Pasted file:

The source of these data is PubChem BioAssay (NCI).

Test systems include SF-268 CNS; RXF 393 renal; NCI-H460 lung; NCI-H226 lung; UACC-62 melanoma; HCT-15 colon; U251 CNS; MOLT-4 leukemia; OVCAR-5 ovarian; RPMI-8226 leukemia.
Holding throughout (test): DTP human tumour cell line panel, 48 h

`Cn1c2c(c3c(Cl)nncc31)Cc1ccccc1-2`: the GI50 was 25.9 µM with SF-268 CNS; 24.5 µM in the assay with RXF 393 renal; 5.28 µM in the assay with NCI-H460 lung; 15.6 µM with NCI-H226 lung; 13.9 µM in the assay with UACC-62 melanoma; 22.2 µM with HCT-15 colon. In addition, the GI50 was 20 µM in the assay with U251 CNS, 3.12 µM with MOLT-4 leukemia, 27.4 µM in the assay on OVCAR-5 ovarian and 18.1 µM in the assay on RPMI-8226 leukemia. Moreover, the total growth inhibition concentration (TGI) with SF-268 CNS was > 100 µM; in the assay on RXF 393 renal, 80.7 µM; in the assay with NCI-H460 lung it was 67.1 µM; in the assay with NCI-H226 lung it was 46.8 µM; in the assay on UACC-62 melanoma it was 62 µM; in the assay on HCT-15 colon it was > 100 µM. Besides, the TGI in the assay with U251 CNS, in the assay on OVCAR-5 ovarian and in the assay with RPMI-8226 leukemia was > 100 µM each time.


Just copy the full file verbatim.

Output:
The source of these data is PubChem BioAssay (NCI).

Test systems include SF-268 CNS; RXF 393 renal; NCI-H460 lung; NCI-H226 lung; UACC-62 melanoma; HCT-15 colon; U251 CNS; MOLT-4 leukemia; OVCAR-5 ovarian; RPMI-8226 leukemia.
Holding throughout (test): DTP human tumour cell line panel, 48 h

`Cn1c2c(c3c(Cl)nncc31)Cc1ccccc1-2`: the GI50 was 25.9 µM with SF-268 CNS; 24.5 µM in the assay with RXF 393 renal; 5.28 µM in the assay with NCI-H460 lung; 15.6 µM with NCI-H226 lung; 13.9 µM in the assay with UACC-62 melanoma; 22.2 µM with HCT-15 colon. In addition, the GI50 was 20 µM in the assay with U251 CNS, 3.12 µM with MOLT-4 leukemia, 27.4 µM in the assay on OVCAR-5 ovarian and 18.1 µM in the assay on RPMI-8226 leukemia. Moreover, the total growth inhibition concentration (TGI) with SF-268 CNS was > 100 µM; in the assay on RXF 393 renal, 80.7 µM; in the assay with NCI-H460 lung it was 67.1 µM; in the assay with NCI-H226 lung it was 46.8 µM; in the assay on UACC-62 melanoma it was 62 µM; in the assay on HCT-15 colon it was > 100 µM. Besides, the TGI in the assay with U251 CNS, in the assay on OVCAR-5 ovarian and in the assay with RPMI-8226 leukemia was > 100 µM each time.